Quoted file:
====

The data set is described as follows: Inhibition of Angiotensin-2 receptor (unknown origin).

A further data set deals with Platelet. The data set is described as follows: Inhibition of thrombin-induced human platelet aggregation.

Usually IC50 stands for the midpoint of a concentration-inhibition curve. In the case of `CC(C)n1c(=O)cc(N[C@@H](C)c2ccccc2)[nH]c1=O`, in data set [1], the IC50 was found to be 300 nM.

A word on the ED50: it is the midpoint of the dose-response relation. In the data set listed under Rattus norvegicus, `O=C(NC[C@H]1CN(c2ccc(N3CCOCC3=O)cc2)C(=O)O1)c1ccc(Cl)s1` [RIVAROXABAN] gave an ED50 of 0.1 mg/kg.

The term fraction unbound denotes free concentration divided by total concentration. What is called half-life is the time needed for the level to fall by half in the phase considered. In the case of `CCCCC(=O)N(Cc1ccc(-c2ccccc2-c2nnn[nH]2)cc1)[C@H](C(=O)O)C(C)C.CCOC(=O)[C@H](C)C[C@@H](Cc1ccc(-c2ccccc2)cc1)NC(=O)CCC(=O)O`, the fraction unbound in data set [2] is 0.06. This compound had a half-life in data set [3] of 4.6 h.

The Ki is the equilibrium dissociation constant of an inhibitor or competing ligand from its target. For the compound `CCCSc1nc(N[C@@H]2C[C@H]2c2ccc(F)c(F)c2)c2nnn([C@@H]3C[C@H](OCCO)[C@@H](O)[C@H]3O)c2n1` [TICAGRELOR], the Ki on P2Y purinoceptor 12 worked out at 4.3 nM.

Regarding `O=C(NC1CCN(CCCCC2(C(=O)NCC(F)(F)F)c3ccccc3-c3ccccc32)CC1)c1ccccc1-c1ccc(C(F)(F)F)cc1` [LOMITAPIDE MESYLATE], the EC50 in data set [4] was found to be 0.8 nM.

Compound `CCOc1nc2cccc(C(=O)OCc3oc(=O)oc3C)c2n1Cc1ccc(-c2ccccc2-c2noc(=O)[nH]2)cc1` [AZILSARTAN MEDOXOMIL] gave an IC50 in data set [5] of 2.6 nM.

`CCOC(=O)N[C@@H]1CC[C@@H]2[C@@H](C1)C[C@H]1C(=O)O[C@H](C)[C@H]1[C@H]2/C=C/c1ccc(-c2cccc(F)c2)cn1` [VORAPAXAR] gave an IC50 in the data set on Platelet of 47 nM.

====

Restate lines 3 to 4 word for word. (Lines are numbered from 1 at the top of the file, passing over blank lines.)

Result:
Usually IC50 stands for the midpoint of a concentration-inhibition curve. In the case of `CC(C)n1c(=O)cc(N[C@@H](C)c2ccccc2)[nH]c1=O`, in data set [1], the IC50 was found to be 300 nM.

A word on the ED50: it is the midpoint of the dose-response relation. In the data set listed under Rattus norvegicus, `O=C(NC[C@H]1CN(c2ccc(N3CCOCC3=O)cc2)C(=O)O1)c1ccc(Cl)s1` [RIVAROXABAN] gave an ED50 of 0.1 mg/kg.